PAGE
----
Such grandiosity is not uncommon among the practitioners of synthetic biology. Ever since Church and a few other researchers began to combine biology and engineering a dozen years ago, they have promised it would “change everything.” And no wonder. The very idea of synthetic biology is to purposefully engineer the DNA of living things so that they can accomplish tasks they don’t carry out in nature. Although genetic engineering has been going on since the 1970s, a rapid drop in the cost of decoding and synthesizing DNA, combined with a vast increase in computer power and an influx into biology labs of engineers and computer scientists, has led to a fundamental change in how thoroughly and swiftly an organism’s genetics can be modified. Church says the technology will eventually lead to all manner of breakthroughs: we will be able to replace diseased tissues and organs by reprogramming cells to make new ones, create novel microbes that efficiently secrete fuels and other chemicals, and fashion DNA switches that turn on the right genes inside a patient’s cells to prevent arteries from getting clogged. Even though some of these applications are years from reality, Church has a way of tossing off such predictions matter-offactly. And it’s easy to see why he’s optimistic. The cost of both decoding DNA and synthesizing new DNA strands, he has calculated, is falling about five times as fast as computing power is increasing under Moore’s Law, which has accurately predicted that chip performance will double roughly every two years. Those involved in synthetic biology, who often favor comJames Collins puter analogies, might say it’s becoming exponentially easier to read from, and write into, the source code of life. These underlying technology trends, says Church, are leading to an explosion in experimentation of a sort that would have been inconceivable only a few years ago. Up to now, it’s proved stubbornly difficult to turn synthetic biology into a practical technology that can create products like cheap biofuels. Scientists have found that the “code of life” is far more complex and difficult to crack than anyone might have imagined a decade ago. What’s more, while rewriting the code is easier than ever, getting it right isn’t. Researchers and entrepreneurs have found ways to coax bacteria or yeast to make many useful compounds, but it has been difficult to optimize such processes so that the microbes produce significant quantities efficiently enough to compete with existing commercial products. Church is characteristically undeterred. At 57, he has survived cancer and a heart attack, and he suffers from both dyslexia and narcolepsy; before I visited him, one of his colleagues warned that I shouldn’t be surprised if he fell asleep on me. But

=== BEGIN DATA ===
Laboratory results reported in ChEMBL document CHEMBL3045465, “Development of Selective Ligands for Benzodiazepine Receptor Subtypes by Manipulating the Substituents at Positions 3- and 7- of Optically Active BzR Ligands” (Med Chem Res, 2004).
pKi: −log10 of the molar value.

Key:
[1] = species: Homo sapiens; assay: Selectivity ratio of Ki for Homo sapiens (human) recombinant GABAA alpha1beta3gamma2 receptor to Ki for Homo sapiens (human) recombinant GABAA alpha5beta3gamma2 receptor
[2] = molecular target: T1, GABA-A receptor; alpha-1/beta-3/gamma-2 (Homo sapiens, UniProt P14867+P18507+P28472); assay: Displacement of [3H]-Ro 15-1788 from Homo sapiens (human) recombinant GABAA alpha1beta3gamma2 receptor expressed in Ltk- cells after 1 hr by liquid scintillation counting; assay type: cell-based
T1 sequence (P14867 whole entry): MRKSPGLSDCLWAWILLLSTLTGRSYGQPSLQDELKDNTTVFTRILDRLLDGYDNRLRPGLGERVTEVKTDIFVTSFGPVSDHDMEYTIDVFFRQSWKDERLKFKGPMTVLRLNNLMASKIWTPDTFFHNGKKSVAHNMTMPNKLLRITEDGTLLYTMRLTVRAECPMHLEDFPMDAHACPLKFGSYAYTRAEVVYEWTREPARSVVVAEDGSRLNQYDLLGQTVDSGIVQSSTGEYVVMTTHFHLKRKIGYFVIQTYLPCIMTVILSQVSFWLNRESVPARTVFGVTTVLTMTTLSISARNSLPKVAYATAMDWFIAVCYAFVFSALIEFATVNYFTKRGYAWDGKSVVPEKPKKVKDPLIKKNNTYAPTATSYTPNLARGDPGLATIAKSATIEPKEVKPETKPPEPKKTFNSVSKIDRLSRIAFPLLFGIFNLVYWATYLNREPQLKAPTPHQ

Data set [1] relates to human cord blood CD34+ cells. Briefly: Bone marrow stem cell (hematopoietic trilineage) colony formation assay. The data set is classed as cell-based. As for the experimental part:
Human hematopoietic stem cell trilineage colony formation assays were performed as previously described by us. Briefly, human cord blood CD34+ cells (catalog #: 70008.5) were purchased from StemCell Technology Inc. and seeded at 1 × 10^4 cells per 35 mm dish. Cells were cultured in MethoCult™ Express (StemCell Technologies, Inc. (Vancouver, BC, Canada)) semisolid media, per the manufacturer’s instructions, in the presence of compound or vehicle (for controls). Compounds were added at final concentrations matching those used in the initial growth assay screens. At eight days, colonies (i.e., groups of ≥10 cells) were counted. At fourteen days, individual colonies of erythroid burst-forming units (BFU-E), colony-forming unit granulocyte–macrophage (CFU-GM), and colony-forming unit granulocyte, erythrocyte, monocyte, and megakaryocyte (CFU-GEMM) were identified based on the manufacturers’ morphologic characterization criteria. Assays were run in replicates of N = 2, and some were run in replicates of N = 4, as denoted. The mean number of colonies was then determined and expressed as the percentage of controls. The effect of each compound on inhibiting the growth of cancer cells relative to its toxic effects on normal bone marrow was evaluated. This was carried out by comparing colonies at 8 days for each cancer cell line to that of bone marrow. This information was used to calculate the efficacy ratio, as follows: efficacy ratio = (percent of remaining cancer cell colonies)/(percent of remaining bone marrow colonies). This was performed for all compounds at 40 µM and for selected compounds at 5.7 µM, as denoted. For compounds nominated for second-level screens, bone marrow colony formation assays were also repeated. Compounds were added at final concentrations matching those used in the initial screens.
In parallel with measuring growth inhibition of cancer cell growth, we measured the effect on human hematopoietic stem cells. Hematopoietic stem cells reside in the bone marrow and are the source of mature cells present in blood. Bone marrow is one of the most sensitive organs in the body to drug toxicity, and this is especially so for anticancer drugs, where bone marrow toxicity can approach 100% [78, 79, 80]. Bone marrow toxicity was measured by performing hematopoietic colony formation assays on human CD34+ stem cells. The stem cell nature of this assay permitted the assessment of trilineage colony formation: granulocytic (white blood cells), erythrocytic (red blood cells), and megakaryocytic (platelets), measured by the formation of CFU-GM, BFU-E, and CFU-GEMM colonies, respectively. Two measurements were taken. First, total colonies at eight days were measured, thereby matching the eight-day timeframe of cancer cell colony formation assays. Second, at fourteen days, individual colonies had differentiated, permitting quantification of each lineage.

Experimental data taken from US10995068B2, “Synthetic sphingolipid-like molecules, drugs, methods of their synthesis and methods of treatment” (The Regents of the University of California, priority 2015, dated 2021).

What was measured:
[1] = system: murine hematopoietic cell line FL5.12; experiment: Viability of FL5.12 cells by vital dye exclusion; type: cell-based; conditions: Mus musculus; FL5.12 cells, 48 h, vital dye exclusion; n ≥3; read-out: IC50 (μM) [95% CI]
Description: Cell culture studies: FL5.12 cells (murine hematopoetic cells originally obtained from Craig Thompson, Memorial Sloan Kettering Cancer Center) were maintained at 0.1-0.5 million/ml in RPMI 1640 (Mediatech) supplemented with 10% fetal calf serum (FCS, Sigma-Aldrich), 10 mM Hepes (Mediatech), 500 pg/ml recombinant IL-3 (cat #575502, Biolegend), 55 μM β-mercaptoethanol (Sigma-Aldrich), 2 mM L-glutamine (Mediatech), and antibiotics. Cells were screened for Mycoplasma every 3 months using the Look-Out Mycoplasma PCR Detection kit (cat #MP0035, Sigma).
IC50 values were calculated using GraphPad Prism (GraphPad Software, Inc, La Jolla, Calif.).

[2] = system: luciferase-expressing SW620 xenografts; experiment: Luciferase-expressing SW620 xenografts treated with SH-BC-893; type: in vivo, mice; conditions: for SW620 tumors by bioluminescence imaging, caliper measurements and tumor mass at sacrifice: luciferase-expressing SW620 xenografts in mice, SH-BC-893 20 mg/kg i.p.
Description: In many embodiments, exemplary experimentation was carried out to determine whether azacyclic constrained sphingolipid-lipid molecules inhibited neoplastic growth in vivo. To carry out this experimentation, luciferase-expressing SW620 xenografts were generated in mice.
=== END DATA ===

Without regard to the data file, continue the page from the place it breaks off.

he has founded or taken an advisory role in more than 50 startup companies—and he stayed awake throughout our time together, apparently excited to describe how his lab has found ways to take advantage of ultrafast sequencing and other tools to greatly speed up synthetic biology. Among its many projects, Church’s lab has invented a technique for rapidly synthesizing multiple novel strings of DNA and introducing them simultaneously into a bacterial genome. In one experiment, researchers created four billion variants of E. coli in a single day. After three days, they found variants of the bacteria in which production of a desired chemical was increased fivefold.
The idea, Church explains, is to sort through the variations to find “an occasional hopeful monster, just as evolution has done for millions of years.” By mimicking in lab experiments what takes eons in nature, he says, he is radically improving the odds of finding ways to make microbes not just do new things but do them efficiently.
A DNA Turn-On
In some ways, the difficulties researchers have faced making new, more useful life forms shouldn’t come as a surprise. Indeed, a lesson of genome research over the last few decades is that no matter how elegantly compact the DNA code is, the biology it gives rise to is consistently more complex than anyone anticipated. When I began reporting the early days of gene discovery 30 years ago, biologists, as they often do, thought reductively. When they found a gene involved in disease, the discovery made headlines. Scientists said they believed that potent new medicines could soon deactivate
technology review July/August 2012